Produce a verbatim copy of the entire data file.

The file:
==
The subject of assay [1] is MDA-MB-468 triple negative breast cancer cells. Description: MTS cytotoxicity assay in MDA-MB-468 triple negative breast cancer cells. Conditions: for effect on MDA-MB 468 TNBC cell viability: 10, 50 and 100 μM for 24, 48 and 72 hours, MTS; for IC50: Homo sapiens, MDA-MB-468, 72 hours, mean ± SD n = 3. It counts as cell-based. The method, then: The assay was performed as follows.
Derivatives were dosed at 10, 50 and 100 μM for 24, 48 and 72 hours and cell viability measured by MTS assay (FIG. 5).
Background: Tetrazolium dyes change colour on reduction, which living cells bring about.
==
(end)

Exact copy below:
The subject of assay [1] is MDA-MB-468 triple negative breast cancer cells. Description: MTS cytotoxicity assay in MDA-MB-468 triple negative breast cancer cells. Conditions: for effect on MDA-MB 468 TNBC cell viability: 10, 50 and 100 μM for 24, 48 and 72 hours, MTS; for IC50: Homo sapiens, MDA-MB-468, 72 hours, mean ± SD n = 3. It counts as cell-based. The method, then: The assay was performed as follows.
Derivatives were dosed at 10, 50 and 100 μM for 24, 48 and 72 hours and cell viability measured by MTS assay (FIG. 5).
Background: Tetrazolium dyes change colour on reduction, which living cells bring about.